Other things to consider: Pseudo-LRU (also known as Tree-LRU) is an efficient algorithm to find an item that most likely has not been accessed very recently, given a set of items and a sequence of access events to the items. ... Diagram of a CPU memory cache A CPU cache is a cache used by the central processing unit of a computer to reduce the average time to access memory. ... Pseudo-LRU (also known as Tree-LRU) is an efficient algorithm to find an item that most likely has not been accessed very recently, given a set of items and a sequence of access events to the items. ... Laszlo Belady (born April 29, 1928 in Hungary) is a computer scientist notable for devising the Beladys Min theoretical memory caching algorithm in 1966 while working at IBM Research. ... Adaptive Replacement Cache (ARC) is a cache management algorithm with better performance[1] than LRU (Least Recently Used) developed[2] at the IBM Almaden Research Center. ...

  • Cost: if items have different costs, keep those items that are expensive to obtain, e.g. those that take a long time to get.
  • Size: If items have different sizes, the cache may want to discard a large item to store several smaller ones.
  • Time: Some caches keep information that expires (e.g. a news cache, a DNS cache, or a web browser cache). The computer may discard items because they are expired. Depending on the size of the cache no further caching algorithm to discard items may be necessary.

Various algorithms also exist to maintain cache coherency. Cache coherence refers to the integrity of data stored in local caches of a shared resource. ...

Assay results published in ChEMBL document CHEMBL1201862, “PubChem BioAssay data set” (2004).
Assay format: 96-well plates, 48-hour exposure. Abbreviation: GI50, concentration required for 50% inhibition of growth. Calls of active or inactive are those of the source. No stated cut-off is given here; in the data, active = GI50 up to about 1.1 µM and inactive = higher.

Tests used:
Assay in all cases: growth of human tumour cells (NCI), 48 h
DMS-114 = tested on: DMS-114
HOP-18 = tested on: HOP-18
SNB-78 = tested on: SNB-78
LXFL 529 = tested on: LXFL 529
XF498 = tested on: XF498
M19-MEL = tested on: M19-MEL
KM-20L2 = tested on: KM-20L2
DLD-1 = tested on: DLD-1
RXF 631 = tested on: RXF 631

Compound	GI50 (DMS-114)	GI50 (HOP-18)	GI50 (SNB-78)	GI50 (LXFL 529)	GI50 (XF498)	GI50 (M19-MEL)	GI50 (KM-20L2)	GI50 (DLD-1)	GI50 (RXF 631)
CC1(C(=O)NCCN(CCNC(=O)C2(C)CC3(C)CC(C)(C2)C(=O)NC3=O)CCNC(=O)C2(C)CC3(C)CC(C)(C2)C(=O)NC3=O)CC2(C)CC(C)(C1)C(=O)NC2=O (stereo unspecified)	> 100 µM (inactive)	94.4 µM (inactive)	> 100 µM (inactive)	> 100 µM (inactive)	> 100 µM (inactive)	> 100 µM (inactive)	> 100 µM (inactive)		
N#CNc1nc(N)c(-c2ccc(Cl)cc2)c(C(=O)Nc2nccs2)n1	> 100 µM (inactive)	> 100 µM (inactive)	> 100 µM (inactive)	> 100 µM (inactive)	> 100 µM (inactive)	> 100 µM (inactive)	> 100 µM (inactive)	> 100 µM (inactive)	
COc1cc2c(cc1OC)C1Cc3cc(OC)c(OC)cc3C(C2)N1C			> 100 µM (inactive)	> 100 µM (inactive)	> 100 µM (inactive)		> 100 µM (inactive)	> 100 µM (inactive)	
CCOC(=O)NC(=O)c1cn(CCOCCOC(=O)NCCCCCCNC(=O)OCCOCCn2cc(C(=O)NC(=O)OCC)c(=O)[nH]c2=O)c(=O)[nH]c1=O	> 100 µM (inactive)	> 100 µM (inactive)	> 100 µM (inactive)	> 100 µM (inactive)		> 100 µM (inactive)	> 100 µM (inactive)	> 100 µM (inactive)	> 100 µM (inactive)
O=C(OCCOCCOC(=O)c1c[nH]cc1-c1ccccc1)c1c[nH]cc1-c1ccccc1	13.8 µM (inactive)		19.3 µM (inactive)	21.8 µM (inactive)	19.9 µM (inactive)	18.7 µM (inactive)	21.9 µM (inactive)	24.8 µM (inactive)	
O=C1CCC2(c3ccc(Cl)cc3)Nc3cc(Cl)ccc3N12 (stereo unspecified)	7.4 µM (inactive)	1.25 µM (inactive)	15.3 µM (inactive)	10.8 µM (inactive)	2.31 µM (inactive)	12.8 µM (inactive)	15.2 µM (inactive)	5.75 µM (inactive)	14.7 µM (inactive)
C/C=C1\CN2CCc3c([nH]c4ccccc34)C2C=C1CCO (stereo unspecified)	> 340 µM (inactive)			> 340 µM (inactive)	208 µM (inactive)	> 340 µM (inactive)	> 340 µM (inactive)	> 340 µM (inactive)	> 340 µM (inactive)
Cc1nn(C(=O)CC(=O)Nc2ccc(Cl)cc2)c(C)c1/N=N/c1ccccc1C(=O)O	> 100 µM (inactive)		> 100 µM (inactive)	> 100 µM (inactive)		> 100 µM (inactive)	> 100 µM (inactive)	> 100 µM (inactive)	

See also

In a computer operating system which utilises paging for virtual memory memory management, page replacement algorithms decide what pages to page out (swap out) when a page needs to be allocated. ...

External links

  • fully associative cache
  • set associative cache
  • direct mapped cache

  Results from FactBites:
 
Cache-Control (2979 words)
Cache directives are unidirectional in that the presence of a directive in a request does not imply that the same directive is to be given in the response.
Cache directives MUST be passed through by a proxy or gateway application, regardless of their significance to that application, since the directives might be applicable to all recipients along the request/response chain.
If a cache returns a stale response, either because of a max-stale directive on a request, or because the cache is configured to override the expiration time of a response, the cache MUST attach a Warning header to the stale response, using Warning 110 (Response is stale).
DEFER Cache Algorithms (818 words)
Further, clean blocks are not affected by the logging algorithms and hence read performance of clean blocks is as good as that of any other read optimized cooperative caching algorithm.
When a workstation receives a write request, it writes one copy of the data to its local cache and then forwards a copy to a remote host (it might be a peer or the server depending on the logging algorithm used).
Cache blocks that are logged to the disk are kept in the remote cache for up to 17#17 seconds before being logged to capture temporal locality.
  More results at FactBites »